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15 March 1979


Dear Brothers,
Dear Sons and Daughters
Dear Friends,

I thank you for your invitation. I have examined the subject of your Congress and of the various interventions on the agenda. Need I tell you that I am very sensitive to the pastoral problems that you study: how to ensure to Catholic communities of emigrants the ecclesial assistance, and in particular the priestly ministry, which they need? As you know, I have visited Polish communities abroad quite often: there is a whole interesting and delicate apostolate to be promoted in this area. And more generally, we must ask ourselves: what attitude must the local Church take with regard to migrants whoever they may be?

1. Because emigration is a massive phenomenon of our time, a permanent phenomenon, which is even assuming new forms, and which concerns all continents, and nearly all countries. It raises serious human and spiritual problems. It is a test, that is, a risk and a chance, for the immigrants and for those who receive them. Yes, it involves for the former a serious risk of uprooting, dehumanization and, in some cases, of dechristianization; for the latter a risk of withdrawing, of stiffening. But it also implies a chance of human and spiritual enrichment, opening, welcoming of foreigners, and mutual renewal thanks to this contact. And for the Church, it is an invitation to be more missionary, to go to meet the foreign brother, to respect him, to bear witness, in this context, to her faith and her charity, and to accept the other's positive contribution. Does the Church grasp this chance? From the first centuries, hospitality deeply characterized all ecclesial communities. The Church, which wishes to be catholic, that is, universal, finds again there a fundamental characteristic of her mission.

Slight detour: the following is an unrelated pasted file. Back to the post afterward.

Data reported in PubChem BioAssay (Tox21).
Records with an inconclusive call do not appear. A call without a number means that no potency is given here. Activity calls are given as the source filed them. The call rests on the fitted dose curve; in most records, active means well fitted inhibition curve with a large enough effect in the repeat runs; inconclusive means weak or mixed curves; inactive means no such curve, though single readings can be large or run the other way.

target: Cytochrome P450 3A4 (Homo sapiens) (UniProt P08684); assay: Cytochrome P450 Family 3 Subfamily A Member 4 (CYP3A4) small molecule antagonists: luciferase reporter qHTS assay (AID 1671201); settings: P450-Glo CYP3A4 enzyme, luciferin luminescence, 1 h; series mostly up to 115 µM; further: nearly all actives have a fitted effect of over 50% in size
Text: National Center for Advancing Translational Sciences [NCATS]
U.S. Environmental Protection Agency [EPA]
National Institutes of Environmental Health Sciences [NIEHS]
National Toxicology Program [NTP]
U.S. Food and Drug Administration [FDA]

2. An indefatigable effort must therefore be made to drive home to the Churches of origin and the host Churches the needs of migrants. Do the Churches of origin take enough care to accompany their "diaspora", to prepare "missionaries" for them, and to sustain them? And do the host Churches, sometimes very pressed, pay enough attention to the presence of migrants? Do they take the means that this apostolate requires? Do they see to it, particularly, that priests, religious, and laity dedicate themselves in priority to these environments, which are often relegated to the fringes of society?

3. Let us make it quite clear: the apostolate of migrants is not just the work of these detached "missionaries": it is the work of the whole local Church, priests, religious and laity; it is the whole local Church which must take migrants into account, and be ready for welcome and for mutual exchanges. In particular, when it is a question of promoting the integration of foreigners, of providing for their human needs and their social advancement, of allowing them to exercise their temporal responsibilities, priests have not to take the place of laity of the host country, nor, on the other hand, these latter the place of the immigrants. But the "missionaries" still play an essential part, precisely to educate both sides to their own role, and they have a special contribution to make for the religious vitality of the communities of migrants. Their task is, moreover, a difficult one and your world Congress was right to stress the formation and duties of these "missionaries".